Lochalsh committee approves £100k of community funding

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Residential and rural paths and other community-led projects are to be boosted by Highland Council cash.

The council’s Wester Ross, Strathpeffer and Lochalsh Area Committee has approved how £100,000 from the Place Based Investment Fund will be allocated to benefit community initiatives across the ward.

As part of the Health and Prosperity Strategy agreed by the Highland Council in March 2021, £100,000 was allocated to each of the 21 Highland wards for the 2021/22 financial year.

It is hoped the money will help groups address the four harms of Covid-19 which have been identified as direct health harms; health impacts not directly related to Covid-19; societal impacts and economic impacts.

At the meeting last week, councillors agreed the following proposals for investment:

  • £40,000 to improve residential and rural paths with the scope for projects to be carried out internally or through community-led projects.
  • £60,000 to be invested in community-led projects being delivered by local constituted groups.

Projects which bring an element of match-funding will be prioritised. There will be two funding rounds – the end of September and the end of December – and all projects will need to be completed by December 2022.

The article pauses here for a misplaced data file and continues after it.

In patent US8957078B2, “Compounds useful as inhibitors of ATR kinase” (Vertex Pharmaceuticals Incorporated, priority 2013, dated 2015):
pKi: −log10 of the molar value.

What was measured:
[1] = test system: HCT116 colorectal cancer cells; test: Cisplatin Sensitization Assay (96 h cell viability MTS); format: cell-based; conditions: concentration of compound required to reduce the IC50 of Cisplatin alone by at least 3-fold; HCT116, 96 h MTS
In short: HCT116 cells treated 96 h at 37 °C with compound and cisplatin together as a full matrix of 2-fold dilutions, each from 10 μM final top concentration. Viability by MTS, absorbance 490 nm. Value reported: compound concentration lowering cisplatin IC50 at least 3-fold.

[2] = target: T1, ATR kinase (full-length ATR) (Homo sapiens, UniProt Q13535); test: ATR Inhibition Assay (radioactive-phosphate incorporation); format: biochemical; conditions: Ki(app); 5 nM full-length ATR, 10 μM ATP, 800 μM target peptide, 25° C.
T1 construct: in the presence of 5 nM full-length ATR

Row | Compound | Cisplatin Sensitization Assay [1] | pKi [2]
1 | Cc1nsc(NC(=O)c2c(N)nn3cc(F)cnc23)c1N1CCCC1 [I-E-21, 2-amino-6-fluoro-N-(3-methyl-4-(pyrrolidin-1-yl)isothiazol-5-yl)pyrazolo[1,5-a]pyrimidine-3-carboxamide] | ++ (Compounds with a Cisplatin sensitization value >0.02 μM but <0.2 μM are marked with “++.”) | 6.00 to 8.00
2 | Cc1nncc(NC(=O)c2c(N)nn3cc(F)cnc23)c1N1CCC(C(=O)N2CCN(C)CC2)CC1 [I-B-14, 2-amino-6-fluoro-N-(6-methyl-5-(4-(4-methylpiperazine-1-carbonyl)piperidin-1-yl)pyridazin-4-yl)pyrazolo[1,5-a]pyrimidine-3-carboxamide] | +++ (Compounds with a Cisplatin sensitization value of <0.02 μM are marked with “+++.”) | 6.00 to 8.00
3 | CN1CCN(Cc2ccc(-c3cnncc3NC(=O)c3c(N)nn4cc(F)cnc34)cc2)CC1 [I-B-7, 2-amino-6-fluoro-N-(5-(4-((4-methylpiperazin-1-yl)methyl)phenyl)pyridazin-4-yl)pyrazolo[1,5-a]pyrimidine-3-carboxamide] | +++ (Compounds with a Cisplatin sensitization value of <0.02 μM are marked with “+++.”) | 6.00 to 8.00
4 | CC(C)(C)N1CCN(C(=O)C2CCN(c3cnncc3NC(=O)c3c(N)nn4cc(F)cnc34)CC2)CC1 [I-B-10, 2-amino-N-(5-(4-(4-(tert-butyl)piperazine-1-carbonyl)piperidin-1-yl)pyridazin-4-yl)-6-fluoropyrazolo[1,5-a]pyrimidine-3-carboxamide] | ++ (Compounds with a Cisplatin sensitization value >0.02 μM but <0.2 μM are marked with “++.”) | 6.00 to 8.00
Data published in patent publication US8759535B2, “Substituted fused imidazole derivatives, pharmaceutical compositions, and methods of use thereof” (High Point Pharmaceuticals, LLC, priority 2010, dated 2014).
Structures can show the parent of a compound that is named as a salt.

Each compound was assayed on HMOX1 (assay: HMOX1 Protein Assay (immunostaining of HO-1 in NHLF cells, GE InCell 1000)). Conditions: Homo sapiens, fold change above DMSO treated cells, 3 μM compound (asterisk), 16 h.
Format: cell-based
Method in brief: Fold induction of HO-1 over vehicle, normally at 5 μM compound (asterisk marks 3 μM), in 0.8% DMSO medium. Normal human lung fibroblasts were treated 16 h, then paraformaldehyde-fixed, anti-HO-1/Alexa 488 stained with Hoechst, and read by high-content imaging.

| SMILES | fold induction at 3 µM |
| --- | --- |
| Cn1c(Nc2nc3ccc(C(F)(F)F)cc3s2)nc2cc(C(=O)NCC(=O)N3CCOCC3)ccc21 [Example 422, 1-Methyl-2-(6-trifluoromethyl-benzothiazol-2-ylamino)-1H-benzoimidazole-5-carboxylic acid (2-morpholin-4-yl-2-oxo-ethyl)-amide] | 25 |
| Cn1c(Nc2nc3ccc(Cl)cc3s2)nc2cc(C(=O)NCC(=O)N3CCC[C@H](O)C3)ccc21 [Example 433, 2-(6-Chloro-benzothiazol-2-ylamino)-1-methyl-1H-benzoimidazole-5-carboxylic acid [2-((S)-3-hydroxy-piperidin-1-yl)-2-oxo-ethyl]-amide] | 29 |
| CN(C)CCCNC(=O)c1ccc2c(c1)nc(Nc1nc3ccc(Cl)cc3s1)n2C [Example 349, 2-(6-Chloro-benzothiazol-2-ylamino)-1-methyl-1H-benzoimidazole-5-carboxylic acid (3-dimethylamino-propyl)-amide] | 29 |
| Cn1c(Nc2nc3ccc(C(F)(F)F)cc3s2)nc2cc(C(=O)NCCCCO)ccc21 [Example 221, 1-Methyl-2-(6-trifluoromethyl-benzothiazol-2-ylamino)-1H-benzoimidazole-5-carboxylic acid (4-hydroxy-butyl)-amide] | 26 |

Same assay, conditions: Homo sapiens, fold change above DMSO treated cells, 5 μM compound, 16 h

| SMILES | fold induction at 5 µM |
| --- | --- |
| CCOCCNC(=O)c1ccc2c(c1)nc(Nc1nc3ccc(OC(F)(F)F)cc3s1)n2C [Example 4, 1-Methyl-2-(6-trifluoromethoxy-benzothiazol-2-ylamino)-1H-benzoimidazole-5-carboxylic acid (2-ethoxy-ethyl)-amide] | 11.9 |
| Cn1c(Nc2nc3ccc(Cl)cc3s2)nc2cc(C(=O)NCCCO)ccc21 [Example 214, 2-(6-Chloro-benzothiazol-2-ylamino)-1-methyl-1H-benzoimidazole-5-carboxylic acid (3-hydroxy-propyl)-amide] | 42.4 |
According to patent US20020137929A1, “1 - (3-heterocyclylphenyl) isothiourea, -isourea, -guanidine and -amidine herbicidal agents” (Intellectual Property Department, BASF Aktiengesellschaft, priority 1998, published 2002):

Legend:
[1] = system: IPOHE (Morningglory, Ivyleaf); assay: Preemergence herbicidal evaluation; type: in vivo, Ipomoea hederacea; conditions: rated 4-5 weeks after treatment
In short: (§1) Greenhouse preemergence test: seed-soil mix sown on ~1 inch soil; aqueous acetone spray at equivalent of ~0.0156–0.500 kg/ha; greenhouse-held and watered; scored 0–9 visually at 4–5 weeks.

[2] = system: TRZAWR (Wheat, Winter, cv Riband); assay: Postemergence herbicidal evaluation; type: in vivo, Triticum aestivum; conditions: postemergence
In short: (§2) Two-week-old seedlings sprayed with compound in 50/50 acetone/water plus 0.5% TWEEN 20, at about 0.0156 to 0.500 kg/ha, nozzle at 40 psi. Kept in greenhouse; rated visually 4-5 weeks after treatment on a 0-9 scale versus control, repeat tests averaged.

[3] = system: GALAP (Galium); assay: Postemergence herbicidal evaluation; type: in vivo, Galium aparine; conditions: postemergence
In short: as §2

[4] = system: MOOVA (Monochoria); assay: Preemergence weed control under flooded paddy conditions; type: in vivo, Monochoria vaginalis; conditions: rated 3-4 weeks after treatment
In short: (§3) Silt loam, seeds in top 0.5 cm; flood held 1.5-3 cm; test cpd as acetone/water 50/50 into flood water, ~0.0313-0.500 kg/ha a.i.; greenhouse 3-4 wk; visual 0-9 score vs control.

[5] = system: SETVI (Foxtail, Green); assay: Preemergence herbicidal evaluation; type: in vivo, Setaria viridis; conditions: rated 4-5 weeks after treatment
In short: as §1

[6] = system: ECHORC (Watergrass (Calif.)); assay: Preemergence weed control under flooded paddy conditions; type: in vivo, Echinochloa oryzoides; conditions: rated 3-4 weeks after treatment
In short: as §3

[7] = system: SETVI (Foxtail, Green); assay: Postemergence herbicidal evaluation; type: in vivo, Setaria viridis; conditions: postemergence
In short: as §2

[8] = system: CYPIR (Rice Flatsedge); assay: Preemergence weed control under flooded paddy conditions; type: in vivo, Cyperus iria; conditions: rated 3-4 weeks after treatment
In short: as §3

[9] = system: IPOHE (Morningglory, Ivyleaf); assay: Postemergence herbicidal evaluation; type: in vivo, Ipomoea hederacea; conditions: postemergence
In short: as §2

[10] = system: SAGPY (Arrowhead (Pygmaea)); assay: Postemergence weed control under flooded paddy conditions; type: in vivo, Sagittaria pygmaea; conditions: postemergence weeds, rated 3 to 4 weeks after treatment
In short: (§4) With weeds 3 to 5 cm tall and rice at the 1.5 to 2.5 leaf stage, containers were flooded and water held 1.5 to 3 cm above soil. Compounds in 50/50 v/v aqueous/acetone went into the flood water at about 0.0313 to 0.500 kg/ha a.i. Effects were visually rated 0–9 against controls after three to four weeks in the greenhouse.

Committee chairman Councillor Ian Cockburn said: ‘Covid-19 has brought our economic and demographic challenges into even sharper focus. Now we need to focus on recovery, building resilience in our businesses and communities so they can be sustainable and grow, retaining and creating employment and attracting new population and investment.

‘The community spirit throughout our ward has been incredible during the Covid-19 pandemic and I strongly believe those living at the heart of our community are best placed to gauge the most suitable projects to support recovery. I am sure some very worthwhile projects will come forward from the community groups who have been supporting people and working so hard.

‘As for the money set aside for improving our paths, we look forward to further discussions with our access officer and the local groups who are already delivering path improvements.

‘At a time when we are encouraging people to become more active and walking is proven to have benefits on our physical and mental health, the more we can do to improve access to footpaths for locals and visitors the better.’

The first funding round will open at the end of next month and applications will be made via the established process for ward discretionary grants. Any eligible grant requests for £10,000 or over will be presented to a future Wester Ross, Strathpeffer and Lochalsh Area Committee for approval.